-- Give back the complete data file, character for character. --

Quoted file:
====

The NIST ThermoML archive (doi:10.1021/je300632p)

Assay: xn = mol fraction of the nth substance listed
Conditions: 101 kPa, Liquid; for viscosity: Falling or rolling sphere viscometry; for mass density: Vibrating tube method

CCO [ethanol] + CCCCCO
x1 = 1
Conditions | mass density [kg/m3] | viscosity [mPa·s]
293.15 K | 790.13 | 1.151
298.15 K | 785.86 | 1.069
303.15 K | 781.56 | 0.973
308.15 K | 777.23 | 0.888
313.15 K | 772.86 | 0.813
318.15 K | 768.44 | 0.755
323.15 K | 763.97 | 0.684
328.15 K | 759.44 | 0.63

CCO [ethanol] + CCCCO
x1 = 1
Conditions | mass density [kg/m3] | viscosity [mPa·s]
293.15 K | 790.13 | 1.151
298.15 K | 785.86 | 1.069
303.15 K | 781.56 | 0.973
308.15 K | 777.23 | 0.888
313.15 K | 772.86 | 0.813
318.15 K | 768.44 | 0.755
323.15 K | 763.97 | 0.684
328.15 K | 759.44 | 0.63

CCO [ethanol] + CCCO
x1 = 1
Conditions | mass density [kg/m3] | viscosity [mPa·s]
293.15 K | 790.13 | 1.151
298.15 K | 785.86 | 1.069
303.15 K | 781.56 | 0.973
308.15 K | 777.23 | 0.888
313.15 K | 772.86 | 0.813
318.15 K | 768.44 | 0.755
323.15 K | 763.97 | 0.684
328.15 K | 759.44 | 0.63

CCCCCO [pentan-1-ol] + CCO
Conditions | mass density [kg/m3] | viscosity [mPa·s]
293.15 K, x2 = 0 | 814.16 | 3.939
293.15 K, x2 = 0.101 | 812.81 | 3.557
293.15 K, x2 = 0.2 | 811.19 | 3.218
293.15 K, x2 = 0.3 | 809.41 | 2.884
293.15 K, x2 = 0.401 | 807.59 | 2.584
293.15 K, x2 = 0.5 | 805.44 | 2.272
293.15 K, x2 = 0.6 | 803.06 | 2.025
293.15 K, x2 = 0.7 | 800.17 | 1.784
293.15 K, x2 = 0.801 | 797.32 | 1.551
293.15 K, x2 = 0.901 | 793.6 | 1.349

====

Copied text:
The NIST ThermoML archive (doi:10.1021/je300632p)

Assay: xn = mol fraction of the nth substance listed
Conditions: 101 kPa, Liquid; for viscosity: Falling or rolling sphere viscometry; for mass density: Vibrating tube method

CCO [ethanol] + CCCCCO
x1 = 1
Conditions | mass density [kg/m3] | viscosity [mPa·s]
293.15 K | 790.13 | 1.151
298.15 K | 785.86 | 1.069
303.15 K | 781.56 | 0.973
308.15 K | 777.23 | 0.888
313.15 K | 772.86 | 0.813
318.15 K | 768.44 | 0.755
323.15 K | 763.97 | 0.684
328.15 K | 759.44 | 0.63

CCO [ethanol] + CCCCO
x1 = 1
Conditions | mass density [kg/m3] | viscosity [mPa·s]
293.15 K | 790.13 | 1.151
298.15 K | 785.86 | 1.069
303.15 K | 781.56 | 0.973
308.15 K | 777.23 | 0.888
313.15 K | 772.86 | 0.813
318.15 K | 768.44 | 0.755
323.15 K | 763.97 | 0.684
328.15 K | 759.44 | 0.63

CCO [ethanol] + CCCO
x1 = 1
Conditions | mass density [kg/m3] | viscosity [mPa·s]
293.15 K | 790.13 | 1.151
298.15 K | 785.86 | 1.069
303.15 K | 781.56 | 0.973
308.15 K | 777.23 | 0.888
313.15 K | 772.86 | 0.813
318.15 K | 768.44 | 0.755
323.15 K | 763.97 | 0.684
328.15 K | 759.44 | 0.63

CCCCCO [pentan-1-ol] + CCO
Conditions | mass density [kg/m3] | viscosity [mPa·s]
293.15 K, x2 = 0 | 814.16 | 3.939
293.15 K, x2 = 0.101 | 812.81 | 3.557
293.15 K, x2 = 0.2 | 811.19 | 3.218
293.15 K, x2 = 0.3 | 809.41 | 2.884
293.15 K, x2 = 0.401 | 807.59 | 2.584
293.15 K, x2 = 0.5 | 805.44 | 2.272
293.15 K, x2 = 0.6 | 803.06 | 2.025
293.15 K, x2 = 0.7 | 800.17 | 1.784
293.15 K, x2 = 0.801 | 797.32 | 1.551
293.15 K, x2 = 0.901 | 793.6 | 1.349